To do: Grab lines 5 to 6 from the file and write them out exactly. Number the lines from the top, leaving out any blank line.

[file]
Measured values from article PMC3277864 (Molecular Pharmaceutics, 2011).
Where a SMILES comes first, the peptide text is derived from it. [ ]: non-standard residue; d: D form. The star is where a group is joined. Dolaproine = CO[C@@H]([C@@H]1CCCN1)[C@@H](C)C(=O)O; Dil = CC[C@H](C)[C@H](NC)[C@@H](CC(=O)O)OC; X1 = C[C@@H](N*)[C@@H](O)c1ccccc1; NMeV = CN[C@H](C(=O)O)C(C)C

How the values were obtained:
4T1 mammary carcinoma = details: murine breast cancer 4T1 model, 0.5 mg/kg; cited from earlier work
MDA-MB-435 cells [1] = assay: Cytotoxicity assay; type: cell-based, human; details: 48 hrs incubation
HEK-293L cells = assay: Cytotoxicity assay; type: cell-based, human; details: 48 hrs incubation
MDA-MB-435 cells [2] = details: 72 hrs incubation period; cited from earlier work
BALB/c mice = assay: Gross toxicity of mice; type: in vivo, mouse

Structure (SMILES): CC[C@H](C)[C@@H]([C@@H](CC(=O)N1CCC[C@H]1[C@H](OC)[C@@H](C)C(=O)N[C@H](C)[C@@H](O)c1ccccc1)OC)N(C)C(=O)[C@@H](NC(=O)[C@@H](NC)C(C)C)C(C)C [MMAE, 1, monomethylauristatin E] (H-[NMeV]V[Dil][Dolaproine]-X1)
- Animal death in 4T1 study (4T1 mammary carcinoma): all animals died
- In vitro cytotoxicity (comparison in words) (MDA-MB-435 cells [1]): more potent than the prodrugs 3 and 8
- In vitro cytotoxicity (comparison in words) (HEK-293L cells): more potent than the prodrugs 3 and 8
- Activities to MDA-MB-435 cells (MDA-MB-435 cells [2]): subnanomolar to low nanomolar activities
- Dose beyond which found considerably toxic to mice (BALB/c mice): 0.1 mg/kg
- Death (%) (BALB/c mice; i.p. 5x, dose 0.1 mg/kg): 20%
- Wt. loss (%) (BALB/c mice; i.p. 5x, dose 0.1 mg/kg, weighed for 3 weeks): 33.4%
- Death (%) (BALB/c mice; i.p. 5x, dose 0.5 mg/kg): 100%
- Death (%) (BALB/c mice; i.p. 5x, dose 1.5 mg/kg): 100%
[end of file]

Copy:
MDA-MB-435 cells [1] = assay: Cytotoxicity assay; type: cell-based, human; details: 48 hrs incubation
HEK-293L cells = assay: Cytotoxicity assay; type: cell-based, human; details: 48 hrs incubation